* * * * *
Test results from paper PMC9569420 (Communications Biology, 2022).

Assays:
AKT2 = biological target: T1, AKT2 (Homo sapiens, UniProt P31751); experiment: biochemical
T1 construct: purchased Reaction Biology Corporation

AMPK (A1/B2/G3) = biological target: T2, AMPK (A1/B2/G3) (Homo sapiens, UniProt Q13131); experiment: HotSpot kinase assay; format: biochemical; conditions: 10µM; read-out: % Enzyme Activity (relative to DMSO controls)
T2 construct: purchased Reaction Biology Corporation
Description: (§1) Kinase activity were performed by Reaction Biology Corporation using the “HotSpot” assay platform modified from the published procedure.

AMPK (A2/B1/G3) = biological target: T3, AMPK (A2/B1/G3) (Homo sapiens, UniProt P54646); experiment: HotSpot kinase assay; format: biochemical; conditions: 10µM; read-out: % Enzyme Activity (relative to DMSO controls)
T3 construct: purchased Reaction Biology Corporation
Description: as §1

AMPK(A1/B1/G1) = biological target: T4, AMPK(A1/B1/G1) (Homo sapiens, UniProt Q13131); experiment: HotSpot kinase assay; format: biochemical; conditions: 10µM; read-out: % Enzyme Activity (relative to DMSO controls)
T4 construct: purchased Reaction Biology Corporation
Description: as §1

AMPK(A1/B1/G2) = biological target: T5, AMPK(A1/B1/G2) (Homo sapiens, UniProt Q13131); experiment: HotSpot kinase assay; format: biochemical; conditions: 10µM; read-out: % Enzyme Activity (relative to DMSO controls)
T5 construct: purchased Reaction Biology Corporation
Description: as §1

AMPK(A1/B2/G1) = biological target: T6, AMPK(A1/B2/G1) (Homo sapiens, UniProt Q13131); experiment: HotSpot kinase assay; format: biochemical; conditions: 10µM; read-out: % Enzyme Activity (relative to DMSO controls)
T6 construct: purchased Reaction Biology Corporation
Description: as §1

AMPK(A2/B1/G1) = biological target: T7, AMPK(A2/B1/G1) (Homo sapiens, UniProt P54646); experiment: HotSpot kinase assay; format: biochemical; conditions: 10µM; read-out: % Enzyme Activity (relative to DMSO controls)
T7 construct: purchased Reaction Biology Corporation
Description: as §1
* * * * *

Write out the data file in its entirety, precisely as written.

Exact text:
Test results from paper PMC9569420 (Communications Biology, 2022).

Assays:
AKT2 = biological target: T1, AKT2 (Homo sapiens, UniProt P31751); experiment: biochemical
T1 construct: purchased Reaction Biology Corporation

AMPK (A1/B2/G3) = biological target: T2, AMPK (A1/B2/G3) (Homo sapiens, UniProt Q13131); experiment: HotSpot kinase assay; format: biochemical; conditions: 10µM; read-out: % Enzyme Activity (relative to DMSO controls)
T2 construct: purchased Reaction Biology Corporation
Description: (§1) Kinase activity were performed by Reaction Biology Corporation using the “HotSpot” assay platform modified from the published procedure.

AMPK (A2/B1/G3) = biological target: T3, AMPK (A2/B1/G3) (Homo sapiens, UniProt P54646); experiment: HotSpot kinase assay; format: biochemical; conditions: 10µM; read-out: % Enzyme Activity (relative to DMSO controls)
T3 construct: purchased Reaction Biology Corporation
Description: as §1

AMPK(A1/B1/G1) = biological target: T4, AMPK(A1/B1/G1) (Homo sapiens, UniProt Q13131); experiment: HotSpot kinase assay; format: biochemical; conditions: 10µM; read-out: % Enzyme Activity (relative to DMSO controls)
T4 construct: purchased Reaction Biology Corporation
Description: as §1

AMPK(A1/B1/G2) = biological target: T5, AMPK(A1/B1/G2) (Homo sapiens, UniProt Q13131); experiment: HotSpot kinase assay; format: biochemical; conditions: 10µM; read-out: % Enzyme Activity (relative to DMSO controls)
T5 construct: purchased Reaction Biology Corporation
Description: as §1

AMPK(A1/B2/G1) = biological target: T6, AMPK(A1/B2/G1) (Homo sapiens, UniProt Q13131); experiment: HotSpot kinase assay; format: biochemical; conditions: 10µM; read-out: % Enzyme Activity (relative to DMSO controls)
T6 construct: purchased Reaction Biology Corporation
Description: as §1

AMPK(A2/B1/G1) = biological target: T7, AMPK(A2/B1/G1) (Homo sapiens, UniProt P54646); experiment: HotSpot kinase assay; format: biochemical; conditions: 10µM; read-out: % Enzyme Activity (relative to DMSO controls)
T7 construct: purchased Reaction Biology Corporation
Description: as §1